“Bones Howe did this session with Henry Mancini, the Peter Gunn record,” Schmitt illustrates. “Evidently, he and the producer just didn’t hit it off for whatever reason-hard to believe, because Bones was so easy to get along with. So I wound up doing the other half of the album.”
With its marriage of Mancini’s hip compositions and Blake Edwards’ modish private-eye creation, Peter Gunn was a tremendous success on television. Meanwhile, RCA opened a studio: Schmitt was the first engineer hired. Mancini’s new producer, Dick Pierce, also took a liking to Schmitt, using him on all of Mancini’s recording dates at RCA, including Breakfast at Tiffany’s, The Blues and the Beat and Music from ‘Mr. Lucky.’ With 1962’s Hatari!, Schmitt won his first Grammy. “I was doing everybody,” Schmitt remembers. “Billy Eckstine and Billy May; a great album with Ray Charles and Betty Carter. I was doing all the Sam Cooke records, Ike and Tina Turner. It was great, just an incredible experience.”
While demand for his engineering services grew, Schmitt also aspired to produce. When engineer Bill Putnam was nearing retirement, he asked Schmitt if he’d come to work on Frank Sinatra sessions. “I went to my boss at the time, Steve Sholes, the guy who originally signed Elvis to RCA and was head of the West Coast at that point. I said, ‘Look, I have an opportunity to make more money at another studio, but I would really like to get into the production end. Either way, you’re going to lose me as an engineer.'” RCA agreed to promote him once he’d found a replacement, which he did in Jim Malloy, a friend from Radio Recorders. In addition to recording all of Sam Cooke’s last records,Schmitt worked with artists such as Ann-Margret, Eddie Fisher, the Wayfarers Trio and the first psychedelic group from San Francisco, Jefferson Airplane.
DUAL CAREER PATH
“When you were a staff producer at RCA,” Schmitt explains, “you weren’t allowed to touch the board, so I didn’t do any engineering for several years.” When producer and friend Tommy LiPuma asked if he would help on a project, Schmitt wasn’t sure he had the chops after such a long layoff. The album, Dave Mason’s Alone Together, was another watershed moment. “I realized, ‘Hey, this is what I grew up doing,'” says Schmitt. “This is what I loved about the business in the first place, capturing a sound.’ That’s when I got back to doing some engineering. Some records I’d produce, some I just engineered, and some I’d do both.”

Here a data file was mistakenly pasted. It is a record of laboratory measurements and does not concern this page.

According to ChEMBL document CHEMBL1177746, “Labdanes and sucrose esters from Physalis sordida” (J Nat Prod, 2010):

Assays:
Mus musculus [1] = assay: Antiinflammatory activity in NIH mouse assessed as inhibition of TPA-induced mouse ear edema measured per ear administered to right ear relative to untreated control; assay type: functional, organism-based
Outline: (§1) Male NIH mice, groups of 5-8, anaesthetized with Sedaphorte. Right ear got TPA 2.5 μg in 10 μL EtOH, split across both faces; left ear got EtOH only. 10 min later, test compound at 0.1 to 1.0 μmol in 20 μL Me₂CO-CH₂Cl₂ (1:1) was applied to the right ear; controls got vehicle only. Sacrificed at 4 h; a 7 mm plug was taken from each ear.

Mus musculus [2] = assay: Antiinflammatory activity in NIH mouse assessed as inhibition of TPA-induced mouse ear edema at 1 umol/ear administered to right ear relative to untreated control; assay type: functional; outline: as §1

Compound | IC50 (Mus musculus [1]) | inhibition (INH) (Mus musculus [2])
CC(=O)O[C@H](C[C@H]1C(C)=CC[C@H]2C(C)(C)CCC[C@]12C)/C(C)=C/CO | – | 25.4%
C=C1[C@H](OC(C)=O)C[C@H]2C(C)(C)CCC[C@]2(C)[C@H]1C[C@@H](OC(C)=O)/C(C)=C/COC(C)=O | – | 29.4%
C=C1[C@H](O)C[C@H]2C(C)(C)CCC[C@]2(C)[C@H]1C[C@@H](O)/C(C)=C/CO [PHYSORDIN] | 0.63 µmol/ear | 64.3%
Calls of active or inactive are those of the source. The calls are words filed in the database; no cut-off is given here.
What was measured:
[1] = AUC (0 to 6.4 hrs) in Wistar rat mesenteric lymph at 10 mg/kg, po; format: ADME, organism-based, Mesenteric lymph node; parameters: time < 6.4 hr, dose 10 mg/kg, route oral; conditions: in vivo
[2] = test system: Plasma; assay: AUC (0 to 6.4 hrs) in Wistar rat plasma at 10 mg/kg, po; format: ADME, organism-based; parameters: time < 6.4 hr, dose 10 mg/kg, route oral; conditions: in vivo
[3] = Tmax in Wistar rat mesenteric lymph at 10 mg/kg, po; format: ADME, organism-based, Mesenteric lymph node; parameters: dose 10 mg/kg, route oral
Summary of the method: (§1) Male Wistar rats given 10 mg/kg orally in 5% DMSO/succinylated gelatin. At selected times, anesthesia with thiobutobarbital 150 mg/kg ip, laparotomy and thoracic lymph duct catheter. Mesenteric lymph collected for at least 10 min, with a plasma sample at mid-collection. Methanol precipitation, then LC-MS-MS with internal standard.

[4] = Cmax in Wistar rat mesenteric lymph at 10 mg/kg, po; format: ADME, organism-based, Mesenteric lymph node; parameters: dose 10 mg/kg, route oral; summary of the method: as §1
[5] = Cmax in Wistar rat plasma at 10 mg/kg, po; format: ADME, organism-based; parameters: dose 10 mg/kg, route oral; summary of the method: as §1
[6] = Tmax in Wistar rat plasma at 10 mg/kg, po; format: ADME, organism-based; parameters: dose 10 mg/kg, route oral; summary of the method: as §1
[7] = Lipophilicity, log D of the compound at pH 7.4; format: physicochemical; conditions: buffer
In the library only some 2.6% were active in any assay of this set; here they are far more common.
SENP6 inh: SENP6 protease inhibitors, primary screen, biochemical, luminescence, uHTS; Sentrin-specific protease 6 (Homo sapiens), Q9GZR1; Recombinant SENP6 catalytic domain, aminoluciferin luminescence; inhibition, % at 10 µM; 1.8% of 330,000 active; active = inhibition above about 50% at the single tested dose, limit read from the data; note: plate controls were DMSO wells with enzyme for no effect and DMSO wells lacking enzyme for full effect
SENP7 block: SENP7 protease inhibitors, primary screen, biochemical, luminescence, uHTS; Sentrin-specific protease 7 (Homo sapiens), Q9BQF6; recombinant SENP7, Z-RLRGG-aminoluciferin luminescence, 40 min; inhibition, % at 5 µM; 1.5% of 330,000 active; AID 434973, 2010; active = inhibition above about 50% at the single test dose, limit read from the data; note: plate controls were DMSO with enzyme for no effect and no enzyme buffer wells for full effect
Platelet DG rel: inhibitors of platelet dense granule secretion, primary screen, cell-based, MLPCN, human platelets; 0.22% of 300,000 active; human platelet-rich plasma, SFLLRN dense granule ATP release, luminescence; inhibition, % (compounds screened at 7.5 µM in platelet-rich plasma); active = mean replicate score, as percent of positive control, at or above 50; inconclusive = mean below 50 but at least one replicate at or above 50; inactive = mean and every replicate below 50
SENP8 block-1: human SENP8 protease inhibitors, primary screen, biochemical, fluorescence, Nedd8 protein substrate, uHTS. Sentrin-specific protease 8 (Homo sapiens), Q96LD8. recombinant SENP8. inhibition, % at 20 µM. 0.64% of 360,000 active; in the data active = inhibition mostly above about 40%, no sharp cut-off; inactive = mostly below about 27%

That blueprint would feature in subsequent projects, from Al Jarreau (Schmitt produced and engineered We Got By and All Fly Home, and co-produced, with LiPuma, Glow and Look to the Rainbow, on which he also engineered) to Steely Dan (mixed “Peg” and “Deacon Blues” from Aja, and recorded the orchestra, with Johnny Mandel, and mixed “FM [No Static at All]”). Artists from George Benson to Toto clamored for his expertise; Breezin’ brought Schmitt his second Grammy, Toto IV brought another.
COLE AND KRALL
Today, Schmitt is perhaps best known for the sonically exquisite recordings of Natalie Cole and Diana Krall, artists who complete the circle from the orchestral sessions of his youth in New York through the West Coast pop and jazz of Mancini and Chet Baker and back to an ultra-cool manifestation of all that is good about popular music. A young artist with tremendous vocal and instrumental ability, singing Hoagy Carmichael and Cole Porter standards with the backing of young turks like Russell Malone and Christian McBride, not to mention Johnny Mandel’s artful arrangements-it sounds like just the work Schmitt was born to do. Going even further, he has remixed several of these albums in 5.1 for release on the Super Audio CD format, such as Cole’s Unforgettable and Krall’s When I Look in Your Eyes and The Look of Love. “You have so much more space,” Schmitt confides. “You can do more things. I’m having a real good time. Now that Verve signed Natalie again, we just finished a record with her that Tommy LiPuma produced. It’s back to the old stuff, like Unforgettable, the great records she was making back then. And to be in the studio with Diana is one of the joys in life; she’s just sensational.
“What can I tell you? My life is pretty good.”